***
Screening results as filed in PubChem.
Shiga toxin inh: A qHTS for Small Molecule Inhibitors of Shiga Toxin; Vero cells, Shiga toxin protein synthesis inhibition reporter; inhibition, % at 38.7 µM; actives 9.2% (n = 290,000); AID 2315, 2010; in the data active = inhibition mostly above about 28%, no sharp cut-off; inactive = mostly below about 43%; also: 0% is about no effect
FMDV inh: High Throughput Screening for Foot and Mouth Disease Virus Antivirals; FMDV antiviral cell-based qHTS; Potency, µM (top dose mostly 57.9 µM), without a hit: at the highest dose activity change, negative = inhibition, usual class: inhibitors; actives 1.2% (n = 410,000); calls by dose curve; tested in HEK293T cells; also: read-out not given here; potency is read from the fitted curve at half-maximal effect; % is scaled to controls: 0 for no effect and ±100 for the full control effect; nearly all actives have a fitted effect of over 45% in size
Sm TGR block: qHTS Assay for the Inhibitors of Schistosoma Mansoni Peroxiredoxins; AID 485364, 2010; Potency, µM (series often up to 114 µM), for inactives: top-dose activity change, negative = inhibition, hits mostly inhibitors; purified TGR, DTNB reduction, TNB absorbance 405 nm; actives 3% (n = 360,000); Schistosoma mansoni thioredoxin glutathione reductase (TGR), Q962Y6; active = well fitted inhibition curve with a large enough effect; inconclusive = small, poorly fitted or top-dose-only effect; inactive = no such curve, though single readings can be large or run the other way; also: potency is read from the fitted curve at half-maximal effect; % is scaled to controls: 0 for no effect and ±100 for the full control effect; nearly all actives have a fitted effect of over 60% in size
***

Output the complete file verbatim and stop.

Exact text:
Screening results as filed in PubChem.
Shiga toxin inh: A qHTS for Small Molecule Inhibitors of Shiga Toxin; Vero cells, Shiga toxin protein synthesis inhibition reporter; inhibition, % at 38.7 µM; actives 9.2% (n = 290,000); AID 2315, 2010; in the data active = inhibition mostly above about 28%, no sharp cut-off; inactive = mostly below about 43%; also: 0% is about no effect
FMDV inh: High Throughput Screening for Foot and Mouth Disease Virus Antivirals; FMDV antiviral cell-based qHTS; Potency, µM (top dose mostly 57.9 µM), without a hit: at the highest dose activity change, negative = inhibition, usual class: inhibitors; actives 1.2% (n = 410,000); calls by dose curve; tested in HEK293T cells; also: read-out not given here; potency is read from the fitted curve at half-maximal effect; % is scaled to controls: 0 for no effect and ±100 for the full control effect; nearly all actives have a fitted effect of over 45% in size
Sm TGR block: qHTS Assay for the Inhibitors of Schistosoma Mansoni Peroxiredoxins; AID 485364, 2010; Potency, µM (series often up to 114 µM), for inactives: top-dose activity change, negative = inhibition, hits mostly inhibitors; purified TGR, DTNB reduction, TNB absorbance 405 nm; actives 3% (n = 360,000); Schistosoma mansoni thioredoxin glutathione reductase (TGR), Q962Y6; active = well fitted inhibition curve with a large enough effect; inconclusive = small, poorly fitted or top-dose-only effect; inactive = no such curve, though single readings can be large or run the other way; also: potency is read from the fitted curve at half-maximal effect; % is scaled to controls: 0 for no effect and ±100 for the full control effect; nearly all actives have a fitted effect of over 60% in size